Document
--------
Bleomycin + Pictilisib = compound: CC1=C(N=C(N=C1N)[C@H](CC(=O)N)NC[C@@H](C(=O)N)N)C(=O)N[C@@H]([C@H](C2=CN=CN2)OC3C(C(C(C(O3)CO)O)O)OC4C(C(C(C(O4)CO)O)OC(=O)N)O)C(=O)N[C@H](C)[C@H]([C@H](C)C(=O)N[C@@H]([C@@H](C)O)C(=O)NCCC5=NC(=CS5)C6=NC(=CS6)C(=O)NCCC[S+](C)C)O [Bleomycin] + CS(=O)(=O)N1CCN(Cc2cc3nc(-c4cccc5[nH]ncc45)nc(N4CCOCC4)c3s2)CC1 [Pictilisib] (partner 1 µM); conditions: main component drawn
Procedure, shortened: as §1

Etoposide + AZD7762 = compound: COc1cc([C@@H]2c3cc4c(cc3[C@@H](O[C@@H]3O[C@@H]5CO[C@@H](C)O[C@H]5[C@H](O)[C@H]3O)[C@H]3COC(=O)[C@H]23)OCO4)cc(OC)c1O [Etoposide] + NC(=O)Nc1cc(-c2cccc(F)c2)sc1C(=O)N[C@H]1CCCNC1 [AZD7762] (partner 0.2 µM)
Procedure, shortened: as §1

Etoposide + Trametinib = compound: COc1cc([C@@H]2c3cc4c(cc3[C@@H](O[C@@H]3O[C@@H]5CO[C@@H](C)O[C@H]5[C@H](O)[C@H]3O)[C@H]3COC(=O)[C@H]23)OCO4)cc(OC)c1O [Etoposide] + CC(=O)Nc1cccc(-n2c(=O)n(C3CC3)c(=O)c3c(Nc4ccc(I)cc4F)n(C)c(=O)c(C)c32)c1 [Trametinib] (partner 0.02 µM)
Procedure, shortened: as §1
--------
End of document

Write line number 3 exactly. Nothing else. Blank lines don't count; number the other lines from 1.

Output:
Etoposide + AZD7762 = compound: COc1cc([C@@H]2c3cc4c(cc3[C@@H](O[C@@H]3O[C@@H]5CO[C@@H](C)O[C@H]5[C@H](O)[C@H]3O)[C@H]3COC(=O)[C@H]23)OCO4)cc(OC)c1O [Etoposide] + NC(=O)Nc1cc(-c2cccc(F)c2)sc1C(=O)N[C@H]1CCCNC1 [AZD7762] (partner 0.2 µM)